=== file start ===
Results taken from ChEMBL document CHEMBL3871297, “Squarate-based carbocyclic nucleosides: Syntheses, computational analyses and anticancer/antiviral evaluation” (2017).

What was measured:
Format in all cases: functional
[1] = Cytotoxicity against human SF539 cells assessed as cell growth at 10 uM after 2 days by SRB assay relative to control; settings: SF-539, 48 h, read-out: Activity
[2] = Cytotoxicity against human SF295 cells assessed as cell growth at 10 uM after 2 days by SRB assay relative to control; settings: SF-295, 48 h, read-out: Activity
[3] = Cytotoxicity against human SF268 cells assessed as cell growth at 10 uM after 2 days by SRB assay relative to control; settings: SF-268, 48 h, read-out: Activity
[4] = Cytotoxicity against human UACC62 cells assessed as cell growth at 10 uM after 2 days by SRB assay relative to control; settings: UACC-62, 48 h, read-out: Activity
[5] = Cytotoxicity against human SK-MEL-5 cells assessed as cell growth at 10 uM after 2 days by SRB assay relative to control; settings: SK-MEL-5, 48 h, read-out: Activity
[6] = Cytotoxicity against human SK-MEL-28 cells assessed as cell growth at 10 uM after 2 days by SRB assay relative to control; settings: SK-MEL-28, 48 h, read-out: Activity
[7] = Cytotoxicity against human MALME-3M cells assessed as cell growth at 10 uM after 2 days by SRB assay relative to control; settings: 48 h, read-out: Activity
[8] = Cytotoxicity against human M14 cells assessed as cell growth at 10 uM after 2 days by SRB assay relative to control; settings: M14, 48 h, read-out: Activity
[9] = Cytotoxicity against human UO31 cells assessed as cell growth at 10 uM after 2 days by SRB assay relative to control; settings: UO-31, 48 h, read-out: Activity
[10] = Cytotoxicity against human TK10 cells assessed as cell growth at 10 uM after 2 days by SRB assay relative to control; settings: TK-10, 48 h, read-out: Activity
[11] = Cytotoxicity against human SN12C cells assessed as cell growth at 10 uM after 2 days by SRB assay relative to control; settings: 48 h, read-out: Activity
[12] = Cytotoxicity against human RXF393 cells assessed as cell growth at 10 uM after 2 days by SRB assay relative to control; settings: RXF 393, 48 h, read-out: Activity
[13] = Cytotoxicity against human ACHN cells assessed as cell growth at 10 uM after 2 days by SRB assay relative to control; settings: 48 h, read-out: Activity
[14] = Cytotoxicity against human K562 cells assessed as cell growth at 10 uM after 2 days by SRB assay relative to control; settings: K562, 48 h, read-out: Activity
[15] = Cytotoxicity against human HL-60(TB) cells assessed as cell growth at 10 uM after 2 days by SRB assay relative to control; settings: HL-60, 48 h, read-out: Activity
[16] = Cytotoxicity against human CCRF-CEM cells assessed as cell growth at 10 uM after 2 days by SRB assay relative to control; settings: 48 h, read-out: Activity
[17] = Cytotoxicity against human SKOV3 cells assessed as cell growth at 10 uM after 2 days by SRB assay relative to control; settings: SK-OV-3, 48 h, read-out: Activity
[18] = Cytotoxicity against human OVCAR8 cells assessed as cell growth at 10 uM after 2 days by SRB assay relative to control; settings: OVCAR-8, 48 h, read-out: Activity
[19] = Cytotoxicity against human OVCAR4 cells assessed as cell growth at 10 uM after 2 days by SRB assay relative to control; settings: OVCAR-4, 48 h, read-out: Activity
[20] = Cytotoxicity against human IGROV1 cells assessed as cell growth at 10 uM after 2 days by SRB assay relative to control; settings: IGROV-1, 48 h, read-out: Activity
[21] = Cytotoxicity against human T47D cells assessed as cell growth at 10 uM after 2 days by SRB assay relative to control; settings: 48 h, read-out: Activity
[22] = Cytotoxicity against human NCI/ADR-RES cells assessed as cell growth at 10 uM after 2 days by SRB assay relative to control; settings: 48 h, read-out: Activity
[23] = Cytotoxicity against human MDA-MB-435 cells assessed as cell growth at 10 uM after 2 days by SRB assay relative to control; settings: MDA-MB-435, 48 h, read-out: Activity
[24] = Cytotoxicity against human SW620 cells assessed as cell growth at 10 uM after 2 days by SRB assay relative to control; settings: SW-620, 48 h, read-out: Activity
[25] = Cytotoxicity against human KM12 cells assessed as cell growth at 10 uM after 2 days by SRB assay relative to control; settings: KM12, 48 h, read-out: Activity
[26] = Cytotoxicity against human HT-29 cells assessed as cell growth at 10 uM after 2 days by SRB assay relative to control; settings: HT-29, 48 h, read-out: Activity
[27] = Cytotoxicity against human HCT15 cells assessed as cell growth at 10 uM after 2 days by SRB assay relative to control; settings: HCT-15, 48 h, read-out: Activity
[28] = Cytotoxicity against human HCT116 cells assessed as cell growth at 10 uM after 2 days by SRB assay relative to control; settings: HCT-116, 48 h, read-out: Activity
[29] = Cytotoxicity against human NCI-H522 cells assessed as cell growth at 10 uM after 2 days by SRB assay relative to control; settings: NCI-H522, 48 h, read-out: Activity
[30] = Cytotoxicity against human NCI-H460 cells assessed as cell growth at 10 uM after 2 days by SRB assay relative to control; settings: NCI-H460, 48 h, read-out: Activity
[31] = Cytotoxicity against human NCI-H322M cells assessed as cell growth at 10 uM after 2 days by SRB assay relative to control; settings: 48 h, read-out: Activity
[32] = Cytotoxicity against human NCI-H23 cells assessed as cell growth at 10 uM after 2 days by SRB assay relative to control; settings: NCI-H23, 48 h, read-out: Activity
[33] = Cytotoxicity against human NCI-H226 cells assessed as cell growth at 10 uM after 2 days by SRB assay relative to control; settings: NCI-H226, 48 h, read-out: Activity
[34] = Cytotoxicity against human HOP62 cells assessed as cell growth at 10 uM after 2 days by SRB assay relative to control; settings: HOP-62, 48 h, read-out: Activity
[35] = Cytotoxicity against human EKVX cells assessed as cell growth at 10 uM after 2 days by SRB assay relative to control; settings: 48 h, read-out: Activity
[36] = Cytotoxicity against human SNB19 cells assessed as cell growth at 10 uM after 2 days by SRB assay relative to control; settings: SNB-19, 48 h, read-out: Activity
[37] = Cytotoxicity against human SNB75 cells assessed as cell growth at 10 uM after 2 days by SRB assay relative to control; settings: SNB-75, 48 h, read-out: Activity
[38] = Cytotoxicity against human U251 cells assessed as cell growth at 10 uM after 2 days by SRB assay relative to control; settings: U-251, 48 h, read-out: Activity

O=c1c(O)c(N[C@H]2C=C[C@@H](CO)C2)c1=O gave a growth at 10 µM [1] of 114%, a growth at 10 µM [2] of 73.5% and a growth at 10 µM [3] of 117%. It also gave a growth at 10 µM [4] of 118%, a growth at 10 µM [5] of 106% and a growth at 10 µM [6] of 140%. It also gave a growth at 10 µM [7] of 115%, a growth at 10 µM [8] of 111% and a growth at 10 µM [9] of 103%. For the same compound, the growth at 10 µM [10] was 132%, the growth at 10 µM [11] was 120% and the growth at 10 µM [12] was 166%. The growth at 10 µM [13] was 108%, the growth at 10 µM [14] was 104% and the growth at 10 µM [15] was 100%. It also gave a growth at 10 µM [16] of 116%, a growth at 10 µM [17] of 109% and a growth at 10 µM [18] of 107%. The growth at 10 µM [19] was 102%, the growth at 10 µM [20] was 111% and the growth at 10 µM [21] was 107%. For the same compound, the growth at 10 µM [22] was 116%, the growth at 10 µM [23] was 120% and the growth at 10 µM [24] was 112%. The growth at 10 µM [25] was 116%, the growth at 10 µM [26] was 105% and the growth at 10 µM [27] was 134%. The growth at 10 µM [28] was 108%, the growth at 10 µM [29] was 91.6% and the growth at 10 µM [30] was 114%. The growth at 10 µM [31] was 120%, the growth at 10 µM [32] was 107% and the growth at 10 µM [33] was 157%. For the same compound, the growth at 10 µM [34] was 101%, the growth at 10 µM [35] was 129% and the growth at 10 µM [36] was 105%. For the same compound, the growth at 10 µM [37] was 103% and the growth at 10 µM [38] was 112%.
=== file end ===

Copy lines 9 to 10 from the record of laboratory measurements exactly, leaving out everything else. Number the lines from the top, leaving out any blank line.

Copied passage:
[6] = Cytotoxicity against human SK-MEL-28 cells assessed as cell growth at 10 uM after 2 days by SRB assay relative to control; settings: SK-MEL-28, 48 h, read-out: Activity
[7] = Cytotoxicity against human MALME-3M cells assessed as cell growth at 10 uM after 2 days by SRB assay relative to control; settings: 48 h, read-out: Activity